Long-Term Follow-up Shows Surgery Plus Radiation Offers Mixed Results in Soft-Tissue Sarcoma


Key Points

  • Adjuvant external-beam radiation therapy following surgery for soft-tissue sarcoma of the extremities did not lead to a survival benefit.
  • Long-term complications seen in some patients who underwent surgery alone or surgery plus radiotherapy were pathologic fracture requiring surgical correction, hospitalization for limb edema, and amputation.
  • This follow-up study was based on trial data obtained before the advent of more complex and sophisticated radiation therapy modalities.

Adjuvant radiation following surgery for soft-tissue sarcoma of the extremities did not lead to a survival benefit and seemed to be associated with some degree of long-term limb complications, according to a presentation at the 2014 Society of Surgical Oncology (SSO) Cancer Symposium in Phoenix (Abstract 4).

Follow-up data from a 146-patient trial that compared limb-sparing surgery alone with surgery plus adjuvant external-beam radiation showed a 20-year survival rate of 64% (95% confidence interval [CI] = 52%–75%) for patients who received surgery alone and 71% (95 CI = 59%–81%) for patients who underwent the combination therapy (P = 0.22), reported Joal Beane, MD, of the National Cancer Institute in Bethesda, and colleagues.

Despite its widespread use in soft-tissue sarcoma of the extremities, the pairing of radiation and surgery has never turned in exceptional results for survival. For instance, in a 1982 prospective study comparing limb-sparing surgery plus external-beam radiation therapy to amputation, disease-free survival and overall survival were similar between the two study arms.

Study Details

Dr. Beane's group evaluated long-term data from a 1983–1991 trial that reported better local control with limb-sparing surgery and external-beam radiation therapy vs surgery alone, but still no differences in survival outcomes.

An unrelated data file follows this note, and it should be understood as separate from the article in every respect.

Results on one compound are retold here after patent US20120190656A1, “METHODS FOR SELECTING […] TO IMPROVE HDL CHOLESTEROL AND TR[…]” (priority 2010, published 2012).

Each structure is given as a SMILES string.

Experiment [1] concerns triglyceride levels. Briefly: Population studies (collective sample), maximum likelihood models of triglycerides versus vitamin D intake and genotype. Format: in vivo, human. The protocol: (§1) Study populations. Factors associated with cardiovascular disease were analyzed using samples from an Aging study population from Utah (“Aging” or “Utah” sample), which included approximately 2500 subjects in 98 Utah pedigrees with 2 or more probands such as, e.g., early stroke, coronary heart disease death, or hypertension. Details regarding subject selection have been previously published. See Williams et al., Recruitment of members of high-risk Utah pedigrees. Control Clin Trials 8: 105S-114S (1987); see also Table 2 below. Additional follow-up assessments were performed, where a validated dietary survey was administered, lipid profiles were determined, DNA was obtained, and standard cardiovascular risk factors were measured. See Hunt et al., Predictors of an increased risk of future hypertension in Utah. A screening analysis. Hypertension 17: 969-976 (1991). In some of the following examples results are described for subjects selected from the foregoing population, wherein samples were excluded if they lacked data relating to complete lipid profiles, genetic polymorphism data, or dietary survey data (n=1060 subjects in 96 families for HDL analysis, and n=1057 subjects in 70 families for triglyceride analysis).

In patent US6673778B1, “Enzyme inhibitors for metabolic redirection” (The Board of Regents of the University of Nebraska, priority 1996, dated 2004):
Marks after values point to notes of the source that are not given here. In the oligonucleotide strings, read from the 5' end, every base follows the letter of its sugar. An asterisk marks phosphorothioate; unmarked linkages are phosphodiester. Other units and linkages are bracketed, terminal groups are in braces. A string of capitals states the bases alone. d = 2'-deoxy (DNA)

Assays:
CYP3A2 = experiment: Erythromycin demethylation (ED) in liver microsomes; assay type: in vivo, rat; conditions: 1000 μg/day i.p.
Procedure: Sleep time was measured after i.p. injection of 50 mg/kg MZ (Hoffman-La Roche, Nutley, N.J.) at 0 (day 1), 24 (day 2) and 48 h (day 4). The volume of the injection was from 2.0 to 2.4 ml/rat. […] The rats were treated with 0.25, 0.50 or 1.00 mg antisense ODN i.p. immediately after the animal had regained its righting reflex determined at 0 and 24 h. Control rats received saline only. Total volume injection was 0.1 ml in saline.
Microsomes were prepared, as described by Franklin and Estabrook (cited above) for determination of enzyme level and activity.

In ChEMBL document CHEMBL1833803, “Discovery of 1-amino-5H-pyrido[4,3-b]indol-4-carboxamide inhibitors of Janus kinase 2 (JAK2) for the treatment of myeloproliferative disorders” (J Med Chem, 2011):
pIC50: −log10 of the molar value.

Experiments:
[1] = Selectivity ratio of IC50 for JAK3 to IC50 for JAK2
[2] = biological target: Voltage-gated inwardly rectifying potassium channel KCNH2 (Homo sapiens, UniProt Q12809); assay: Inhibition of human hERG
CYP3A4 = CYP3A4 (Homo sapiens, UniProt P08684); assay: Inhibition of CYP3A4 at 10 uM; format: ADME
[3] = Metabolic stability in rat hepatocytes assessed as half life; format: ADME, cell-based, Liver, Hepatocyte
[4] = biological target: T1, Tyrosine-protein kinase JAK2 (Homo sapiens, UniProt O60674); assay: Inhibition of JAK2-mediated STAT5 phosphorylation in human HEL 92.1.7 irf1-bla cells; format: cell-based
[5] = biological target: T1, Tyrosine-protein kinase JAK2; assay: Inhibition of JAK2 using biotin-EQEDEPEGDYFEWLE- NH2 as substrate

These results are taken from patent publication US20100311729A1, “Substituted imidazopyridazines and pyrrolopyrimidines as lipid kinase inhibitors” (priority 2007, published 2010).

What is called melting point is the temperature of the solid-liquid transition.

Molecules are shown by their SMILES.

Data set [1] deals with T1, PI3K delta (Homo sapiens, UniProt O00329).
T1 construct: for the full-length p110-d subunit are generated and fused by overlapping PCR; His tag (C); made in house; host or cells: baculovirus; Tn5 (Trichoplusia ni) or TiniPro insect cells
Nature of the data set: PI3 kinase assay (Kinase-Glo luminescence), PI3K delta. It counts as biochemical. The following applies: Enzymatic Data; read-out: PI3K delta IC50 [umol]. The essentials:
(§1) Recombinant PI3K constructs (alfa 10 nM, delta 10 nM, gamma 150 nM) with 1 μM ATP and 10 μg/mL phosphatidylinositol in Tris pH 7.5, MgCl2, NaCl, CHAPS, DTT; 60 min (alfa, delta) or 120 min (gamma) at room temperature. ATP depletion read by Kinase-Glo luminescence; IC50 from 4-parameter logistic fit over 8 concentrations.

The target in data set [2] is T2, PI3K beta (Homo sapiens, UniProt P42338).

In the original trial, the external-beam radiation therapy protocol consisted of 4,500 cGy delivered to a wide field, 1,800 cGy boost to the tumor bed, and 180 cGy fractions given 5 days a week for 6 to 7 weeks. Patients with high-grade soft tissue sarcomas also received concurrent adjuvant chemotherapy with doxorubicin and cyclophosphamide.

In addition to survival, Dr. Beane's group analyzed patient-reported quality of life using a telephone-based questionnaire that included queries on severity of pain, need for pain medication more than three times a week, need for wound care, degree of limb edema, and impact of limb disability.

Long-Term Follow-up Results

Since the original publication of the trial results in 1998, 55 patients died, 76 were confirmed living, and 19 were lost to follow-up. The overall median follow-up time was 17.9 years. The authors noted that survival results did not differ between treatments for patients with high-grade (P = .59) or low-grade soft-tissue sarcoma (P = .14).

With regard to quality of life, among the 76 patients who were confirmed living, 54 completed the phone interviews. Results for variables related to pain favored limb-sparing surgery alone but did not reach statistical significance when compared with dual-modality treatment.

The majority of patients in either group did not require any wound care (79% for surgery alone and 73% for surgery plus radiotherapy). However, one patient in the surgery group had a pathologic fracture and required three orthopedic surgeries to correct the problem, while two patients in the combination treatment group required amputation.

One amputation was secondary to nonunion of a pathologic fracture, and the other was due to chronic wound complications and osteomyelitis, Dr. Beane stated.

In terms of limb edema, most patients in the two study arms did not require treatment (63% and 50%), although two patients in the external-beam radiation group did need to be hospitalized for treatment of limb edema (P = .21).

Dr. Beane noted that the study had many limitations including the small sample size and the fact that it was a retrospective analysis of limb function. In addition, the authors did not look at the effect of chemotherapy on long-term complications.

Finally, the study was done before the advent of three-dimensional radiation therapy and intensity-modulated radiation therapy. Both modalities require more complex planning, which could lead to improvements in outcomes.

Dr. Beane reported no conflicts of interest.

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